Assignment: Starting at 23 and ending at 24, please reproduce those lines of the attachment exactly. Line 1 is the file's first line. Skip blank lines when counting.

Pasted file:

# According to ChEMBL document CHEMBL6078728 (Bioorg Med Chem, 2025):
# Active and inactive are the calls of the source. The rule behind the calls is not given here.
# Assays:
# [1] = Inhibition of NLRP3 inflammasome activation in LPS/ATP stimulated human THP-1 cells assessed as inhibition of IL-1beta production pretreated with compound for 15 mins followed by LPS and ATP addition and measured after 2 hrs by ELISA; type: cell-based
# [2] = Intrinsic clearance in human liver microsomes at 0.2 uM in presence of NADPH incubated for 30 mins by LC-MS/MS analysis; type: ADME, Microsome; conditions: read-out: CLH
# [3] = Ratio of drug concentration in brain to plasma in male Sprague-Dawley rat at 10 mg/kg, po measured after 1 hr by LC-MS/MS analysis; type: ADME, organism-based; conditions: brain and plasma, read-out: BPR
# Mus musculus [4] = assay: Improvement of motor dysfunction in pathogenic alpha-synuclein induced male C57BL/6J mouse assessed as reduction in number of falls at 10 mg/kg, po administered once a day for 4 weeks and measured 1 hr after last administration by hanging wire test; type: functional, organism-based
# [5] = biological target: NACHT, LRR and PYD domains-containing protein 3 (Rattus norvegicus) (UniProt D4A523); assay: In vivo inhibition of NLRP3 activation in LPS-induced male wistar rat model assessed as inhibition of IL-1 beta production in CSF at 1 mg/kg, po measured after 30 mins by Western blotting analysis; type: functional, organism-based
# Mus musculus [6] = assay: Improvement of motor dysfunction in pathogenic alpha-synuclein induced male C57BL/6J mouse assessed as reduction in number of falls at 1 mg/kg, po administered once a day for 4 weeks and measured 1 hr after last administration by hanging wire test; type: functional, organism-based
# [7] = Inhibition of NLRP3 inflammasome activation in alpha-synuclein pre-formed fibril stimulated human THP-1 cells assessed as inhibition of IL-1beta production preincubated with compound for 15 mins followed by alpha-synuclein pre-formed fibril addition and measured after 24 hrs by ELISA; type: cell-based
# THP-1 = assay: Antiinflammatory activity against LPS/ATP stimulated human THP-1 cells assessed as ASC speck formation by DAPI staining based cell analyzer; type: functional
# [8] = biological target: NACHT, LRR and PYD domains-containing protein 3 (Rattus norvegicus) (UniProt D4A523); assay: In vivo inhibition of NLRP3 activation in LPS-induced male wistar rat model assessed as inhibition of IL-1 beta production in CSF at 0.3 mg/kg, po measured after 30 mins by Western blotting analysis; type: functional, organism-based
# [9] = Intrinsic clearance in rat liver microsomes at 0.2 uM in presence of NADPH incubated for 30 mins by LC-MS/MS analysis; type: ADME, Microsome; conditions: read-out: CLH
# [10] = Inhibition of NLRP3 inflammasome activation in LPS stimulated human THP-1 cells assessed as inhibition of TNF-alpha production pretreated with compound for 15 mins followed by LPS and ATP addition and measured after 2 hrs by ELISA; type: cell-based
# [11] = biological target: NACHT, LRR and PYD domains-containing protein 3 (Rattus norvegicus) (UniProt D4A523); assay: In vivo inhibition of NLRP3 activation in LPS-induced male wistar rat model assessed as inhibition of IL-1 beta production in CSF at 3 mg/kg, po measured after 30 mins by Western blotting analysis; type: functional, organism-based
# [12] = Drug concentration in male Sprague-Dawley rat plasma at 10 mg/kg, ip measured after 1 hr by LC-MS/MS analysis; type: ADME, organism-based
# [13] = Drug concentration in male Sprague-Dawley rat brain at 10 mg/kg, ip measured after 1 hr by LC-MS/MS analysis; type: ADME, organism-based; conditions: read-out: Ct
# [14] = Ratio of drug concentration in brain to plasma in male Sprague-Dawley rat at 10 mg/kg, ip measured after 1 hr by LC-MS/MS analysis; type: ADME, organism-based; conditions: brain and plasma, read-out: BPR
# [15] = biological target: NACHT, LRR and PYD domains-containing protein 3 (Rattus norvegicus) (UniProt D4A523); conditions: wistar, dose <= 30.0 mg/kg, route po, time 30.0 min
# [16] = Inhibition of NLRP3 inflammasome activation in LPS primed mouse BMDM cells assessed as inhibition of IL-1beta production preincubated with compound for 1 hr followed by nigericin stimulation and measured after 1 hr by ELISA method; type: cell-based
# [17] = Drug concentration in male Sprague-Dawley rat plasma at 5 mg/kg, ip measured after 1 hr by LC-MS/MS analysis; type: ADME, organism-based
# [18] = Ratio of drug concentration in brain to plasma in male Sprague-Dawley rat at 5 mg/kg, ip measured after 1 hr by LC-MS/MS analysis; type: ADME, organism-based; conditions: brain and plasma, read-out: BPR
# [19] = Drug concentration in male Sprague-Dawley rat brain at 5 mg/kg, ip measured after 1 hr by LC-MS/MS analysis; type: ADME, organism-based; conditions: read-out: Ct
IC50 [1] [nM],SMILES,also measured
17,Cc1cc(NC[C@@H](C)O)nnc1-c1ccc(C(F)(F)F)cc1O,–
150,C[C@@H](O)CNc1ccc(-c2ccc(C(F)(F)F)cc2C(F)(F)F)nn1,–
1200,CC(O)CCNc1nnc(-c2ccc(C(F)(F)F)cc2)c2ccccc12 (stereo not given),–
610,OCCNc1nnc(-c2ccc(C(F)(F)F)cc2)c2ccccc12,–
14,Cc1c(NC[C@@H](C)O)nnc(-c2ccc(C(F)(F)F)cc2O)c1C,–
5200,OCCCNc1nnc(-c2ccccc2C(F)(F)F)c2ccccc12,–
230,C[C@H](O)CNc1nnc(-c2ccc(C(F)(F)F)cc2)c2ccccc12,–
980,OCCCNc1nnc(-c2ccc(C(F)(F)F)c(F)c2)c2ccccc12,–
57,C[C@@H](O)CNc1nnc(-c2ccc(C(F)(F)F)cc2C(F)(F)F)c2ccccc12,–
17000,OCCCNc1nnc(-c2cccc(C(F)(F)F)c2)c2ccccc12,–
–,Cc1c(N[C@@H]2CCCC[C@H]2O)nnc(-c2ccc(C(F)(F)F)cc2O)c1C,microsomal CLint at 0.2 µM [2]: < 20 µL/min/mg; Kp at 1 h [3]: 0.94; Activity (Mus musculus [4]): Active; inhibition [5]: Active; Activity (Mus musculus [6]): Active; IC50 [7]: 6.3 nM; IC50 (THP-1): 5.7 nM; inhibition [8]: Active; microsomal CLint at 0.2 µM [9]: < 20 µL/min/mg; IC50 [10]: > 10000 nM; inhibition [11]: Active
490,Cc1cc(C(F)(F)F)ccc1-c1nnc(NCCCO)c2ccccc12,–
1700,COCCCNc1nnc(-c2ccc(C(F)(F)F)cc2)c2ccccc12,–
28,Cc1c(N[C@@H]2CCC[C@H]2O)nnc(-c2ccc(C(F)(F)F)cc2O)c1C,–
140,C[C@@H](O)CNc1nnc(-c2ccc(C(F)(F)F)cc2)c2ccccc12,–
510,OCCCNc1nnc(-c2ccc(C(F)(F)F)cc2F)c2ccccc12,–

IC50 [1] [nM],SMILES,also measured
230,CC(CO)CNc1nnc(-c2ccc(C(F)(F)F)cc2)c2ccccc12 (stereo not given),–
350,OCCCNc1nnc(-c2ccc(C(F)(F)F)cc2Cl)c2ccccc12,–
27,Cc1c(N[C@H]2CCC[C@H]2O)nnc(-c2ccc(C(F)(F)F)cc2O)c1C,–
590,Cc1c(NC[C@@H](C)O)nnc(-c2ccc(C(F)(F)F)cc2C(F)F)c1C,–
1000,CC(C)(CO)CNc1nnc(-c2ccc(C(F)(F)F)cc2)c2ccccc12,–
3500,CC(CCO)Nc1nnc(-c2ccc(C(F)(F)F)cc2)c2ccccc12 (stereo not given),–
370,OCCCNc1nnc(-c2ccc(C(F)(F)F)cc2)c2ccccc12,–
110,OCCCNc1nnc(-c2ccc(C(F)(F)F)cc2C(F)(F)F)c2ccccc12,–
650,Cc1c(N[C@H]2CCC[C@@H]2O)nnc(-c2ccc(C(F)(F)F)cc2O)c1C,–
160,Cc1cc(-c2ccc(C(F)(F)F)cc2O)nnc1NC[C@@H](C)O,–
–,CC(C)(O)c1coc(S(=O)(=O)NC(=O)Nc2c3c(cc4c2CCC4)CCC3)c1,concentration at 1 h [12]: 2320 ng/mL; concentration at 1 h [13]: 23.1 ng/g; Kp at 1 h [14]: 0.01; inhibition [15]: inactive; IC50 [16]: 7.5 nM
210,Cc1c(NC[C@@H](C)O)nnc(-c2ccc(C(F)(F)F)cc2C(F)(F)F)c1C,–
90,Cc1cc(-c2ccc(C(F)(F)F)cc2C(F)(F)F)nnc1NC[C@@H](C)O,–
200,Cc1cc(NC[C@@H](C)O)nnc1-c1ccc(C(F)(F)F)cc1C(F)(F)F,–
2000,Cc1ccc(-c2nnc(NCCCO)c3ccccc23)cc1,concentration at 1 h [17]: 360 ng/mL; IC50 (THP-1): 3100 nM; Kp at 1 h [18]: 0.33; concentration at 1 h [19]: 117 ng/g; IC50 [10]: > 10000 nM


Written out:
# [19] = Drug concentration in male Sprague-Dawley rat brain at 5 mg/kg, ip measured after 1 hr by LC-MS/MS analysis; type: ADME, organism-based; conditions: read-out: Ct
IC50 [1] [nM],SMILES,also measured